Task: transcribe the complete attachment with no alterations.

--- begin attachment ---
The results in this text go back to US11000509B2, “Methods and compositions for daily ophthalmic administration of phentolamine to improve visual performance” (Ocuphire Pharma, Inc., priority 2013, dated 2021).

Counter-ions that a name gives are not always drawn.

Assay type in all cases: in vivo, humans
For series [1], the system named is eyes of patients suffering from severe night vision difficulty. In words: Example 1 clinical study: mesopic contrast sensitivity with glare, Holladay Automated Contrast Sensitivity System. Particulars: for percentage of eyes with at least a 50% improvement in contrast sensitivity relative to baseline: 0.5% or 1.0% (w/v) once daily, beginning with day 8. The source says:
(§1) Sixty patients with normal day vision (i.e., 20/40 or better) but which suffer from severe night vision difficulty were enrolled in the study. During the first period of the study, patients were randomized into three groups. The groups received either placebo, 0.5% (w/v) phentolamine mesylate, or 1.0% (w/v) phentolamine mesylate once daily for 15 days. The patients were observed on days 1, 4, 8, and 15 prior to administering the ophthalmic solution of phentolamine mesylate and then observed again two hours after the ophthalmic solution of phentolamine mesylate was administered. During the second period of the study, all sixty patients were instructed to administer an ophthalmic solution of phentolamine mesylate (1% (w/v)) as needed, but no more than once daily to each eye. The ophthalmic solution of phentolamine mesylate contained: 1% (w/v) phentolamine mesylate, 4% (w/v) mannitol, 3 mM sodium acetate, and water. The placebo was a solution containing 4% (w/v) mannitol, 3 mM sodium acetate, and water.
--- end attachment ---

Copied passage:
The results in this text go back to US11000509B2, “Methods and compositions for daily ophthalmic administration of phentolamine to improve visual performance” (Ocuphire Pharma, Inc., priority 2013, dated 2021).

Counter-ions that a name gives are not always drawn.

Assay type in all cases: in vivo, humans
For series [1], the system named is eyes of patients suffering from severe night vision difficulty. In words: Example 1 clinical study: mesopic contrast sensitivity with glare, Holladay Automated Contrast Sensitivity System. Particulars: for percentage of eyes with at least a 50% improvement in contrast sensitivity relative to baseline: 0.5% or 1.0% (w/v) once daily, beginning with day 8. The source says:
(§1) Sixty patients with normal day vision (i.e., 20/40 or better) but which suffer from severe night vision difficulty were enrolled in the study. During the first period of the study, patients were randomized into three groups. The groups received either placebo, 0.5% (w/v) phentolamine mesylate, or 1.0% (w/v) phentolamine mesylate once daily for 15 days. The patients were observed on days 1, 4, 8, and 15 prior to administering the ophthalmic solution of phentolamine mesylate and then observed again two hours after the ophthalmic solution of phentolamine mesylate was administered. During the second period of the study, all sixty patients were instructed to administer an ophthalmic solution of phentolamine mesylate (1% (w/v)) as needed, but no more than once daily to each eye. The ophthalmic solution of phentolamine mesylate contained: 1% (w/v) phentolamine mesylate, 4% (w/v) mannitol, 3 mM sodium acetate, and water. The placebo was a solution containing 4% (w/v) mannitol, 3 mM sodium acetate, and water.